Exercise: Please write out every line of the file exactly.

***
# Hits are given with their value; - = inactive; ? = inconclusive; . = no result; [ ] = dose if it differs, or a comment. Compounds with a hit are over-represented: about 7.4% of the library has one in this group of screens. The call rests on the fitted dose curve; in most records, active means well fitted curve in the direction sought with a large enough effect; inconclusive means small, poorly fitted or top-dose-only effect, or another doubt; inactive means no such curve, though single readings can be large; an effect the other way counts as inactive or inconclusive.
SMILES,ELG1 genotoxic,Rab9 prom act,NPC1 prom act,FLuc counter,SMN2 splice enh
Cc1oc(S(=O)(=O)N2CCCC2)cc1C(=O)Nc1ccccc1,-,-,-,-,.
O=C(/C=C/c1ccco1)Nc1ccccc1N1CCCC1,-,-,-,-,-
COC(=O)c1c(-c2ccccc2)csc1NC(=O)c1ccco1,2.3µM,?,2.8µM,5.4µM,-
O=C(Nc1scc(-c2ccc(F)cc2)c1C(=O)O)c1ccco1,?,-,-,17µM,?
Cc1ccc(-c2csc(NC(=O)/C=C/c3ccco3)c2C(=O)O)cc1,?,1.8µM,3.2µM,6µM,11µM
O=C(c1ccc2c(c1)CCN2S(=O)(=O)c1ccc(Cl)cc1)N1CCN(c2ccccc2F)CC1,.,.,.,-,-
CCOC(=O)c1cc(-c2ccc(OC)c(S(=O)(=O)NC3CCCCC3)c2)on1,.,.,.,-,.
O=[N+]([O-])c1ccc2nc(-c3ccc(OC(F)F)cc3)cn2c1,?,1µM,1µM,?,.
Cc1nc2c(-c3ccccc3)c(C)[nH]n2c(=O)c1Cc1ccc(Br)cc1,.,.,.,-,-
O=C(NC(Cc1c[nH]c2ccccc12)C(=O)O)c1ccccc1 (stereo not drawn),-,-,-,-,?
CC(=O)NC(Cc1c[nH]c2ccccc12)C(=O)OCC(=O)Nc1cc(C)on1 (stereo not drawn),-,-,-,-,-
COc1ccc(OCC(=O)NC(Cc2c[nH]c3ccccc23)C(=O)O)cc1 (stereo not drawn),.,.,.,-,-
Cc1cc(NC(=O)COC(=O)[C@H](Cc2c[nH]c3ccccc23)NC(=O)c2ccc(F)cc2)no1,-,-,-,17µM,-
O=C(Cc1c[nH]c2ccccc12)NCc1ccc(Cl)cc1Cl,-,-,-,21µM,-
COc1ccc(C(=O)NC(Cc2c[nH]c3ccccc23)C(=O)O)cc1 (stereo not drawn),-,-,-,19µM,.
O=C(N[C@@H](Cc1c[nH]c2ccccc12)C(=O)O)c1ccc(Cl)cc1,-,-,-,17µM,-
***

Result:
# Hits are given with their value; - = inactive; ? = inconclusive; . = no result; [ ] = dose if it differs, or a comment. Compounds with a hit are over-represented: about 7.4% of the library has one in this group of screens. The call rests on the fitted dose curve; in most records, active means well fitted curve in the direction sought with a large enough effect; inconclusive means small, poorly fitted or top-dose-only effect, or another doubt; inactive means no such curve, though single readings can be large; an effect the other way counts as inactive or inconclusive.
SMILES,ELG1 genotoxic,Rab9 prom act,NPC1 prom act,FLuc counter,SMN2 splice enh
Cc1oc(S(=O)(=O)N2CCCC2)cc1C(=O)Nc1ccccc1,-,-,-,-,.
O=C(/C=C/c1ccco1)Nc1ccccc1N1CCCC1,-,-,-,-,-
COC(=O)c1c(-c2ccccc2)csc1NC(=O)c1ccco1,2.3µM,?,2.8µM,5.4µM,-
O=C(Nc1scc(-c2ccc(F)cc2)c1C(=O)O)c1ccco1,?,-,-,17µM,?
Cc1ccc(-c2csc(NC(=O)/C=C/c3ccco3)c2C(=O)O)cc1,?,1.8µM,3.2µM,6µM,11µM
O=C(c1ccc2c(c1)CCN2S(=O)(=O)c1ccc(Cl)cc1)N1CCN(c2ccccc2F)CC1,.,.,.,-,-
CCOC(=O)c1cc(-c2ccc(OC)c(S(=O)(=O)NC3CCCCC3)c2)on1,.,.,.,-,.
O=[N+]([O-])c1ccc2nc(-c3ccc(OC(F)F)cc3)cn2c1,?,1µM,1µM,?,.
Cc1nc2c(-c3ccccc3)c(C)[nH]n2c(=O)c1Cc1ccc(Br)cc1,.,.,.,-,-
O=C(NC(Cc1c[nH]c2ccccc12)C(=O)O)c1ccccc1 (stereo not drawn),-,-,-,-,?
CC(=O)NC(Cc1c[nH]c2ccccc12)C(=O)OCC(=O)Nc1cc(C)on1 (stereo not drawn),-,-,-,-,-
COc1ccc(OCC(=O)NC(Cc2c[nH]c3ccccc23)C(=O)O)cc1 (stereo not drawn),.,.,.,-,-
Cc1cc(NC(=O)COC(=O)[C@H](Cc2c[nH]c3ccccc23)NC(=O)c2ccc(F)cc2)no1,-,-,-,17µM,-
O=C(Cc1c[nH]c2ccccc12)NCc1ccc(Cl)cc1Cl,-,-,-,21µM,-
COc1ccc(C(=O)NC(Cc2c[nH]c3ccccc23)C(=O)O)cc1 (stereo not drawn),-,-,-,19µM,.
O=C(N[C@@H](Cc1c[nH]c2ccccc12)C(=O)O)c1ccc(Cl)cc1,-,-,-,17µM,-